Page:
VOXTROT: sound waves from the afterglow.

voxtrot

My music-listening habits are strange, subsisting laissez-faire in a system reliant upon torrents and happenstance (and, occasionally, legit music purchases). Once a song enters my library, there’s no telling how long it will take me to really give it an honest listen — and, hopefully, to fall in love with it.

I hardly ever pay attention to albums, so for any given band the songs I like tend to crop up in waves. First-wave songs are the ones that get me right away — they could be singles or simply super-catchy regulars, tracks from the first album I decided to download or perhaps songs with intriguing titles (The Format’s “Let’s Make This Moment a Crime” gets me every time).

Second- and third-wave songs (and all those subsequent) are underdogs. I almost missed them. Maybe I didn’t like them at first. Maybe they were on that other EP. Whatever.

The other two songs I mentioned perusing via Youtube last Monday were from my most recent Voxtrot wave. Since Vox broke up, this wave might be my last, but hopefully not. I still need to pay “Berlin Without Return” some more attention.

Our first track is off of the Voxtrot’s only (sniff) full-length album, self-titled, from 2007. The song is “Blood Red Blood,” the album’s rightfully placed closer — unless you count the two iTunes exclusives I just now learned existed, hmm, which I do not — whose motto basically boils down to two words: carpe diem.

I know what you’re thinking — “Ebony, you hate life, why would you try to seize it?” But that’s the thing about Voxtrot, man, their songs can make even the cheesiest topics sound edgy and profound.

“Blood Red Blood” builds. It starts out rather reflective, threatening to come off a little bit boring — like some of the album’s more polished tunes (“Future Pt. 1” et al.) — which is why BRB didn’t make it into my first couple Voxtrot waves.

But it builds! About a minute in, optimistic violins sway in to represent that hopeless ideal of a better life (see also: Rilo Kiley’s “Does He Love You?” — except with flutes), while Ramesh croons the evocative-of-cocaine “You can suck off all you need to know,” leading into an awesome verse pondering legacy — “Do these things disapate in the years unread?”

Then the chorus debuts, first quiet and building and then repeated passionate and loud. More violins. Urgency in simple words that no one ever thought to put together: “I’m not afraid of life, I’m afraid of death.”

The song continues to oscillate in tone, ending with the titular lyrics — “It leaves you like blood red blood…” repeated four times, while those happy violins degrade into a down-to-earth mess of instruments. Something about those words — “blood red blood” — and the way Ramesh sings them have conned even a wretch like me into carpe-ing some diem. It’s all perfect.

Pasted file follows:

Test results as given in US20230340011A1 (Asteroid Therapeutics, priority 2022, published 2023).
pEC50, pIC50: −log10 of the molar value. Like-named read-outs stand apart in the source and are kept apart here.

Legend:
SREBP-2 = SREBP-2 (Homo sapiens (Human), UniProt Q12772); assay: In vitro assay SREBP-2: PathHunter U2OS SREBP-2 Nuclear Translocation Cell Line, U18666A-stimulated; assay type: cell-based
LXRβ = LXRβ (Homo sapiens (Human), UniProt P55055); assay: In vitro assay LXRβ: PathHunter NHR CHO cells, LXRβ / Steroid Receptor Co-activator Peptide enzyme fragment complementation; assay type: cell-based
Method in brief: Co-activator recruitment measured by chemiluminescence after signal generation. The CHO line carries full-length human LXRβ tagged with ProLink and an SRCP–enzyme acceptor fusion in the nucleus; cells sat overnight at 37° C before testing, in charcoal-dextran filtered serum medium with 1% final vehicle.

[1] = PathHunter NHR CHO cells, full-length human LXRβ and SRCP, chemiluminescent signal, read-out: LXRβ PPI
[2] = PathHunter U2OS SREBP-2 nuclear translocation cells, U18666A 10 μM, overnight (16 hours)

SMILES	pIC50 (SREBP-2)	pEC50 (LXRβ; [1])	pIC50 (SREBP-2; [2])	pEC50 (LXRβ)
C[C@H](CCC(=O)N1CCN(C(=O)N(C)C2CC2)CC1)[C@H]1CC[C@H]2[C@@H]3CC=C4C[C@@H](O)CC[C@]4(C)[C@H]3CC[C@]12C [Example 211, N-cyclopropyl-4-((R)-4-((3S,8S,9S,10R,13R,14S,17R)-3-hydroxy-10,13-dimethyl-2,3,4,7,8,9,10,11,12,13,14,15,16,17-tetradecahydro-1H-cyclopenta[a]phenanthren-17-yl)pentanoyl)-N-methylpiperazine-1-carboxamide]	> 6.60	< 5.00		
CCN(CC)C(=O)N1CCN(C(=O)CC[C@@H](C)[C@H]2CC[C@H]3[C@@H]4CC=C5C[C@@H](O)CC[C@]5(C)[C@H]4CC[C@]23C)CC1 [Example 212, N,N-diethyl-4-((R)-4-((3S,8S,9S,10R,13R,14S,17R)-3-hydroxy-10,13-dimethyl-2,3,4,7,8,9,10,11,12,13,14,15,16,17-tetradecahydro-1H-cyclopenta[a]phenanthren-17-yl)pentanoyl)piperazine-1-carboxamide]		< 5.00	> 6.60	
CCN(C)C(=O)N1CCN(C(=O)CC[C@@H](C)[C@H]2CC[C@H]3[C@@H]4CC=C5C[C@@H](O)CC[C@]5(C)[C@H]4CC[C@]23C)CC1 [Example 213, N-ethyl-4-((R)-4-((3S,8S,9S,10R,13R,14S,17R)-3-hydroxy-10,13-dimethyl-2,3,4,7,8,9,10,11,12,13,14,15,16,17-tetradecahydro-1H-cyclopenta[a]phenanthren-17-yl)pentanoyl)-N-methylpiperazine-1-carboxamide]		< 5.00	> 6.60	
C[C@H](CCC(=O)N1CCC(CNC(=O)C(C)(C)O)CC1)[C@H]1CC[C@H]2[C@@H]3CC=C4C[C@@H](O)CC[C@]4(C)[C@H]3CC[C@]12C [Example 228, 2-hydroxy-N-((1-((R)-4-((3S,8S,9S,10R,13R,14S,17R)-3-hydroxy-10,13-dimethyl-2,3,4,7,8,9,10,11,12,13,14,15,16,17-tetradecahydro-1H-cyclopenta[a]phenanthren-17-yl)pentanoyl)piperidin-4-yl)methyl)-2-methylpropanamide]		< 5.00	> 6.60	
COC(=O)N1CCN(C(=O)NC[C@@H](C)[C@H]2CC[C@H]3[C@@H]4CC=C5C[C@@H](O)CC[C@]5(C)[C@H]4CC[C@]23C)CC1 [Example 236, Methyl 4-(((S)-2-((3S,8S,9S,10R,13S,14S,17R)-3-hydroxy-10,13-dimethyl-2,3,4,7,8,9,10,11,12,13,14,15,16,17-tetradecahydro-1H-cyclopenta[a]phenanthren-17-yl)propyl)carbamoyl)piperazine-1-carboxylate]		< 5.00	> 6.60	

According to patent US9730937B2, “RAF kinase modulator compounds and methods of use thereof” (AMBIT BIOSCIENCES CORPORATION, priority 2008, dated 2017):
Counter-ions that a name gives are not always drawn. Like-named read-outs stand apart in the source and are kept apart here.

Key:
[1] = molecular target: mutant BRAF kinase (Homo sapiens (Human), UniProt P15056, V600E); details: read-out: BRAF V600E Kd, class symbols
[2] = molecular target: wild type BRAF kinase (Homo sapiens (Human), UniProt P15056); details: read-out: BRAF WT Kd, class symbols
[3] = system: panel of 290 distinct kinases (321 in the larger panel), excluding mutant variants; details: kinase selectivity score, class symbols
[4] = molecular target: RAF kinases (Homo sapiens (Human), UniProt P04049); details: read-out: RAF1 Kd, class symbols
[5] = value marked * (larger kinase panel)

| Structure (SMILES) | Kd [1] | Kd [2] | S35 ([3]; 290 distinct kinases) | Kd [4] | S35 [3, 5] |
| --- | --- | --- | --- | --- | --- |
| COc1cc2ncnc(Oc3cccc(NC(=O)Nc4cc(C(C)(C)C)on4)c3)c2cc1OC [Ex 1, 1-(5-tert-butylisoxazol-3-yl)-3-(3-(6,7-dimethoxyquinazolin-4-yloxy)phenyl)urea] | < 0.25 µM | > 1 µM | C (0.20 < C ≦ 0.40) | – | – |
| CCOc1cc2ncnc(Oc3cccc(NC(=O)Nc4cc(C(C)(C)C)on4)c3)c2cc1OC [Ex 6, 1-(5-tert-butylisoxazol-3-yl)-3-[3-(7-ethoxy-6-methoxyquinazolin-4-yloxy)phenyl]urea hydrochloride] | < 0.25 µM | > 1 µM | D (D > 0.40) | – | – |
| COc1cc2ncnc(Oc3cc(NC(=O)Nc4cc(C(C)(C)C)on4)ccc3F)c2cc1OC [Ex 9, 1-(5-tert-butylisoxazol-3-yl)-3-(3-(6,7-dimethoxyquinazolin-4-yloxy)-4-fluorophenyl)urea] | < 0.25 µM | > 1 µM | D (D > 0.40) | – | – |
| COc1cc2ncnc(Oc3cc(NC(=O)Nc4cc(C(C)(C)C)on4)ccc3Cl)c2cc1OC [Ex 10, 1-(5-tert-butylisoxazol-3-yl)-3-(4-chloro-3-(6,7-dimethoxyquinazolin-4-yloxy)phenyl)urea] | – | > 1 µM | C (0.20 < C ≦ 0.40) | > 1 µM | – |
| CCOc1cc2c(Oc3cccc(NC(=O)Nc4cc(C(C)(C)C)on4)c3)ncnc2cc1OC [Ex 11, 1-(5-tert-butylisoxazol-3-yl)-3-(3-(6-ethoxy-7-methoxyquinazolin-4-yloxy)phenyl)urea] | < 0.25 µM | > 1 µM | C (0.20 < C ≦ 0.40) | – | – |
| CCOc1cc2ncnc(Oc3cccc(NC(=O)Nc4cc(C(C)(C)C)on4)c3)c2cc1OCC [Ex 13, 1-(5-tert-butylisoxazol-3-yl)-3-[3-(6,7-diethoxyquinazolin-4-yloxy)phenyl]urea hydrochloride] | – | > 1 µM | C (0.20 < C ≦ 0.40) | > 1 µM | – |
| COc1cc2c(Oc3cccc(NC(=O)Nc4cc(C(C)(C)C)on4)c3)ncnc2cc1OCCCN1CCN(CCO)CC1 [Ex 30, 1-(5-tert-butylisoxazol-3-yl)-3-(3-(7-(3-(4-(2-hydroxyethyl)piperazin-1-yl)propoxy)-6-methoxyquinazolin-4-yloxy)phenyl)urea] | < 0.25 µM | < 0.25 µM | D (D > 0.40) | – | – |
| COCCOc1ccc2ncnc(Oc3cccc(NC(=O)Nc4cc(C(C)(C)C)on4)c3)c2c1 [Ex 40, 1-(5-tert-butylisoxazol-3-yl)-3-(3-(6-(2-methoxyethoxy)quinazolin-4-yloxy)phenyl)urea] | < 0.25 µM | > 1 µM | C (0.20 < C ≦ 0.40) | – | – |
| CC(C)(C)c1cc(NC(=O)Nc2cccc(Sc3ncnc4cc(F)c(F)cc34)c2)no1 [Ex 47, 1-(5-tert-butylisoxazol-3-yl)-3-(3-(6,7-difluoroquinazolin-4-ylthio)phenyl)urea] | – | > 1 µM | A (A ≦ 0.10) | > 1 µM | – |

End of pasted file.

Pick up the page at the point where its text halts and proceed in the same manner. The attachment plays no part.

Next: “Your Biggest Fan,” the title track of Vox’s 2006 EP. And even though said EP appeared before the final album and various singles — not to mention before any talk of breaking up — Your Biggest Fan (and even the album art) has a sort of contemplative-of-our-careers vibe it took me a while to accept. I get it, fans are like lovers. But if I wanted musicians singing about being musicians I’d put on some Good Charlotte and be done with it.

All that being said, though, “You Biggest Fan” perfectly captures the descent of a relationship steeped in unrequited love. It’s pretty much the 500 Days of Summer of indie rock.

YBF’s lyrics are “The Start of Something”-quality, meaning they deserve the same AP English absorption we gave to John Donne. Essentially, though, it’s a song about kthxbye-ing a torturous relationship.

There’s this verse—

I used to be your biggest fan
And then I saw you in the doorway
For a moment you looked tender and I knew
That I could never ever ever ever ever ever touch you
Because you might touch back

—describing how the narrator realized she (or maybe he, it’s unclear) couldn’t give affection, because then he might give affection, thus instilling more false hope and allowing the destructive relationship to continue.

And then there’s this—

And then I knew
That I would measure everybody against you.

—about the end, and how the reverberations from a Summer-like relationship can wind up lasting another 500 days. It’s a curse.

I don’t know, maybe I’ve just been scarred by love eleventeen too many times or something, but I feel like this song captures it, all the while remaining off-the-charts catchy. A-plus, Voxtrot.

(And apparently, the final “I used to be, I used to be, I used to be …your biggest fan” lines became “…in a band” on the Goodbye Cruel World tour. Well fine.)

Image via tympanogram.com.

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About ebony

College dropout with a heart of aspartame, suffering from such interests as trigonometry, J.D. Salinger, and infamy. Probably not actually black.
This entry was posted in i like, tuneage, video and tagged , , . Bookmark the permalink.

5 Responses to VOXTROT: sound waves from the afterglow.

  1. Allie says:

    Great description of Voxtrot’s music. It’s hard to pin down what makes them so engaging. Thanks for stopping by my blog!

    • ebony says:

      No problem, glad you liked it!

      I’m just getting into The Drums too, since I think they opened for Voxtrot at some point. Do you know them?

  2. Allie says:

    I’ve heard of them, but haven’t their music much of a listen. I’ll have to check them out. Oddly, Yellow Fever, who was one of the openers for the final Voxtrot show, was playing a surprise set at the Bear in Heaven show I went to this week.

  3. Pingback: catchy song of the moment: “The Luckiest Guy on the Lower East Side” | ebony + irony.

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